48. 48. <ul><li>To find an integrative solution when both sets of concerns are too important to be compromised. </li></ul><ul><li>When your objective is to learn. </li></ul><ul><li>To merge insights from people with different perspectives. </li></ul><ul><li>To gain commitment by incorporating concerns into a consensus. </li></ul><ul><li>To work through feelings that have interfered with a relationship. </li></ul>© 2005 Prentice Hall Inc. All rights reserved. 14–
  49. 49. <ul><li>When an issue is trivial, or more important issues are pressing. </li></ul><ul><li>When you perceive no chance of satisfying your concerns. </li></ul><ul><li>When potential disruption outweighs the benefits of resolution. </li></ul><ul><li>To let people cool down and regain perspective. </li></ul><ul><li>When gathering information supersedes immediate decision. </li></ul><ul><li>When others can resolve the conflict effectively </li></ul><ul><li>When issues seem tangential or symptomatic of other issues. </li></ul>© 2005 Prentice Hall Inc. All rights reserved. 14–
  50. 50. <ul><li>When you find you’re wrong and to allow a better position to be heard. </li></ul><ul><li>To learn, and to show your reasonableness. </li></ul><ul><li>When issues are more important to others than to yourself and to satisfy others and maintain cooperation. </li></ul><ul><li>To build social credits for later issues. </li></ul><ul><li>To minimize loss when outmatched and losing. </li></ul><ul><li>When harmony and stability are especially important. </li></ul><ul><li>To allow employees to develop by learning from mistakes. </li></ul>© 2005 Prentice Hall Inc. All rights reserved. 14–
  51. 51. <ul><li>When goals are important but not worth the effort of potential disruption of more assertive approaches. </li></ul><ul><li>When opponents with equal power are committed to mutually exclusive goals. </li></ul><ul><li>To achieve temporary settlements to complex issues. </li></ul><ul><li>To arrive at expedient solutions under time pressure. </li></ul><ul><li>As a backup when collaboration or competition is unsuccessful. </li></ul>© 2005 Prentice Hall Inc. All rights reserved. 14–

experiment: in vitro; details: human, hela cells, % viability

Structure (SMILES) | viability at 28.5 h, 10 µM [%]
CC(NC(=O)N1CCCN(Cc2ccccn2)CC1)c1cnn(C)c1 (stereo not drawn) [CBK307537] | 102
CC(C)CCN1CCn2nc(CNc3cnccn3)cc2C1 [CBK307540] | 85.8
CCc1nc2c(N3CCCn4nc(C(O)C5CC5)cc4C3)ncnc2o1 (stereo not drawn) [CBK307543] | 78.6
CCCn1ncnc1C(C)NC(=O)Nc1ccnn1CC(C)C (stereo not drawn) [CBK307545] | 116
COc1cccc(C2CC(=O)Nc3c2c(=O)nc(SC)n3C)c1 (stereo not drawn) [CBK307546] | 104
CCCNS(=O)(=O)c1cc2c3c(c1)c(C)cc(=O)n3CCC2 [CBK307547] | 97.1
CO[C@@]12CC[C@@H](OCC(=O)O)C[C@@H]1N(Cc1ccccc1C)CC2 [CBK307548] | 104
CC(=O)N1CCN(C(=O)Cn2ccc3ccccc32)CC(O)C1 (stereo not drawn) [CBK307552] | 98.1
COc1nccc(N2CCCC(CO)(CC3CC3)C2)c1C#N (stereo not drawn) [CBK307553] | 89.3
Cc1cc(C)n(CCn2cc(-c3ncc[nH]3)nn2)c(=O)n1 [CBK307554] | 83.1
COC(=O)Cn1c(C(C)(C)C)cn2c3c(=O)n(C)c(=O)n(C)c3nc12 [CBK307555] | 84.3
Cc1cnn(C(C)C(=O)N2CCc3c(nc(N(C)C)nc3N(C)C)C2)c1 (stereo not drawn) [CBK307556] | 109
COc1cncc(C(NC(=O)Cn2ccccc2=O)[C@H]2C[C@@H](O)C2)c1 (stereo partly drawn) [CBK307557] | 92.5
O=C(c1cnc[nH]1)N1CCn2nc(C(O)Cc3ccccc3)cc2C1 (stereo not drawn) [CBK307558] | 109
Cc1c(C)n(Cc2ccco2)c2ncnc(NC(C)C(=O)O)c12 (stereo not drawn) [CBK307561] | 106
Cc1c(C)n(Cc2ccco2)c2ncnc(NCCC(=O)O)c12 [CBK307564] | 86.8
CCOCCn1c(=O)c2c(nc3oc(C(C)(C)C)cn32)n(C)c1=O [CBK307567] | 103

52. 52. <ul><li>Modern organization are full of stressors .stress is a contagion , a black plaque , spreading like wildfire and spewing large number of organizational members across the world. </li></ul>WORK STRESS
  53. 53. <ul><li>Stress is one’s reaction to stressors and consequence of such reaction. </li></ul><ul><li>Impact of stress varies from person to person. </li></ul><ul><li>Stress originates at the individual, group, organisational or extra-organisational level. </li></ul><ul><li>Outcomes of stress include physical and physiological problems of employees, increased absenteeism and reduced productivity for organisations. </li></ul><ul><li>Burnout is the consequence of prolonged exposure to stress. </li></ul><ul><li>There are individual and organisational strategies to cope with stress. </li></ul><ul><li>Stress is negatively related to performance. </li></ul>
  54. 54. <ul><li>Stress is an individual’s response to a disturbing factor in the environment , and the consequence of such reaction. </li></ul><ul><li>Stress obviously involves interaction of the person and the environment. Stress is associated with constraints and demands. </li></ul><ul><li>Stress is defined as “ an adaptive response to an external situation that results in physical , psychological and /or behavioral deviations for organizational participants”. </li></ul>
  55. 55. <ul><li>The physical or psychological demands from the environment that cause stress are called stressors. </li></ul><ul><li>They create stress or the potential for stress when an individual perceives them as representing a demand that may exceed that person’s ability to respond. </li></ul><ul><li>Stress can manifest itself in both a positive way and a negative way. </li></ul>